Much has been written about comics legend Stan Lee lately. Casual fans and hard-core comic aficionados have been debating which authors are ‘getting it right’. Was Stan a brilliant creator that fans of current cinema (and streaming platforms) recognize as the guy who started it all? Or was Stan a rotten, self-promoting glory-hound that elevated his own story to the detriment of his partner and co-workers?
After enjoying John Morrow’s Stuf Said, Danny Fingeroth’s A Marvelous Life: The Amazing Story of Stan Lee and Abraham Reisman’s True Believer: The Rise and Fall of Stan Lee I think I have a pretty good understanding of it all. Maybe you do too.
Now that we’ve got that one solved, I must admit I didn’t know much about comics publisher Lev Gleason. In some ways – he may have seemed like a proto-Stan Lee. Gleason was, among other things, the publisher of Lev Gleason Publications, producing comics like Daredevil, Silver Streak, Boy Comics (this one starred Crimebuster and is one of my dad’s favorites) and the wildly successful Crime Does Not Pay.
And like Stan Lee, Lev Gleason made it clear was the big cheese behind these efforts. He even plastered his name (and the company name) on his comic covers.
I have learned that Lev Gleason’s personal story is a fascinating one. He was an entrepreneur and a crusader. He was flamboyant and generous. He learned how to pivot and how to do it quite often.
But unlike Stan, Lev’s extended family didn’t really celebrate or even understand his connection to comics. And that’s why it’s all the more incredible that Lev’s great nephew, Brett Dakin just wrote AMERICAN DAREDEVIL: Comics, Communism, and the Battles of Lev Gleason.
Dakin, who isn’t really a comics fan, aggressively researched Gleason’s life. The pursuit of truth took him everywhere -from newspaper articles to old comics to FBI files!
I enjoyed Dakin’s book so much that I invited him to speak to one of my Ithaca College classes. As Gleason was both a tireless entrepreneur and a pillar of the Golden Age of comics, he fit right in to the topics I teach.
The students seemed to get a lot out of meeting him (via ZOOM) too.
But I don’t have to explain that you. Check out what some of my Ithaca College students had to say:
“Hearing about Brett Dakin’s experience of writing his book and learning more about his great-uncle was very interesting!” said Alexis Davis. “He is a prime example of how with dedication and passion, you can accomplish a lot even if it isn’t within a profession you are familiar with.”
“”Something that Brett said that stuck with me was ‘there is learning through doing and experiencing’ and I think that’s something so important to remember,” noted Jade Rynar.
“Learning more about Brett’s investigation into his great uncle’s life, through searching archival publications and reconnecting the pieces of his personal life, really made me realize the importance of historians in the documentation of our pop culture,” said Quinten Hernandez, who is in his senior year.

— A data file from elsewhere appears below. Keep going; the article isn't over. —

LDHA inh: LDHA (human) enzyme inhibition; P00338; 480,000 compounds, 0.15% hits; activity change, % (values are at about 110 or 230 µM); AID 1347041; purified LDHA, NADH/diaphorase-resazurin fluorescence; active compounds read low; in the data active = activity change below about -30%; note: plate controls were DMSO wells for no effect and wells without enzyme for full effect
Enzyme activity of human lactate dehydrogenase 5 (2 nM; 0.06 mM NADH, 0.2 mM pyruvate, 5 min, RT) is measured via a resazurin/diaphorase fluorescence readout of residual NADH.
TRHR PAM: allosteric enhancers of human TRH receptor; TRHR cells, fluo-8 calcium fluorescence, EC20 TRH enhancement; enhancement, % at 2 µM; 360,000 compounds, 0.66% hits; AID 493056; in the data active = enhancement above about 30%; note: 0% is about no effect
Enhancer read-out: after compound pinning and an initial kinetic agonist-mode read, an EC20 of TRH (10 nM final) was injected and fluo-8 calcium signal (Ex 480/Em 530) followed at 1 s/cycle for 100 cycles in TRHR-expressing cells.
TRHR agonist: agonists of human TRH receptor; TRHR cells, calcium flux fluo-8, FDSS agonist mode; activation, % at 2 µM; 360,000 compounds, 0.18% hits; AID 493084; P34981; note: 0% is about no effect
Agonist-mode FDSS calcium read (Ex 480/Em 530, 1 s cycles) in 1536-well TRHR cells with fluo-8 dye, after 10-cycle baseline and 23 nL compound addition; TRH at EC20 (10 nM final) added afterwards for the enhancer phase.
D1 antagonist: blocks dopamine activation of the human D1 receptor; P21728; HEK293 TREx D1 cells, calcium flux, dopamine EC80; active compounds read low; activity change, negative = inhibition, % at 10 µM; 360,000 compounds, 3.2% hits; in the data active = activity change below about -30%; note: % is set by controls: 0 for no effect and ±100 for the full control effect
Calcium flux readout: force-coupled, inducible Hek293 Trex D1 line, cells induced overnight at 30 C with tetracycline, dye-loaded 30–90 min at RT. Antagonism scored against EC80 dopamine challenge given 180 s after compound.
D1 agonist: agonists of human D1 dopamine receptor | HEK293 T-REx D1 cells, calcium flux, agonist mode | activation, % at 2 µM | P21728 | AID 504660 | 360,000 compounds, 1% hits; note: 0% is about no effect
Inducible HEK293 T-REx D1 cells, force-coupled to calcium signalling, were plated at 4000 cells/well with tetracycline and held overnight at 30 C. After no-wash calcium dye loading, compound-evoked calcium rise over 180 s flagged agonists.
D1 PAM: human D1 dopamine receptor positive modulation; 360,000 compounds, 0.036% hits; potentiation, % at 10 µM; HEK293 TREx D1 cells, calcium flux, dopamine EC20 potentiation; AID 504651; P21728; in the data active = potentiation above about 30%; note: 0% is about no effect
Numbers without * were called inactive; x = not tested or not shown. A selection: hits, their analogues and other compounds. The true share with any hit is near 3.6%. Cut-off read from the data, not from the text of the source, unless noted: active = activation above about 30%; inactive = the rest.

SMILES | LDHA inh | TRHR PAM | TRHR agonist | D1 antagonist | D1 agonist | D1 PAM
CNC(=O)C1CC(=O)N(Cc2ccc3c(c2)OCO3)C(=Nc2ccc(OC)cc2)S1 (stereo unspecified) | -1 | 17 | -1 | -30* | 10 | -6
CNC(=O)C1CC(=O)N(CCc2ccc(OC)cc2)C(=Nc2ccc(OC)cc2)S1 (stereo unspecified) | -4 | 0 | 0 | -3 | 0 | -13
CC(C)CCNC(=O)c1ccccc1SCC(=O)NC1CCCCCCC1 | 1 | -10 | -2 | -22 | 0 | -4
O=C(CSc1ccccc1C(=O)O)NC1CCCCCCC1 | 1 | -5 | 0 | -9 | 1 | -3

“Brett gave an inside look into the comic book world with an outside perspective”, wryly observed Tess Kneebone , who is also a senior.
This is great book for folks who love the Golden Age of Comics and for those who enjoy entrepreneur’s stories. And who knows ? Maybe American Daredevil- the Lev Gleason story will make it to Netflix one day- just like all those Marvel characters. Wouldn’t that be something?
2 thoughts on “With Further Ado #139: Uncle Lev Made Comics”
In one really backward sense, we have Lev to thank for the Comics Code — but it wasn’t his fault. The establishment comics publishers of the early 50s were scared of the comic book burnings, the Reader’s Digest articles, and the juvenile delinquency panic, and the last thing they wanted was for word to get out that Lev Gleason was a communist. Gleason was selling nasty crime comics like they were bottled water in the desert. Joe McCarthy was much scarier than Freddy Wertham. Bill Gaines was bringing down a lot of heat and he really didn’t do well in his testimony before Congress, but he was a Libertarian and not a commie. Besides, the establishment publishers still had a thing against his daddy. But the absolute last thing they wanted in those dark days of blacklisting and paranoia was a bunch of headlines that screamed “DOES YOUR CHILD READ COMMIE CRIME COMICS?” Later on, his ace talent Bob Wood (co-creator of Crime Does Not Pay) was convicted of and served time for manslaughter for killing a prostitute (Joe Simon wrote “Wood’s clothes were so bloodied, police borrowed a pair of pants from the hotel manager to take Wood in for questioning”) wouldn’t have helped in the long run, but that happened a year or two after the Code started and, therefore, CDNP ended.
As always, great insights, Mike! I think I should print this out and put it into my copy of the book!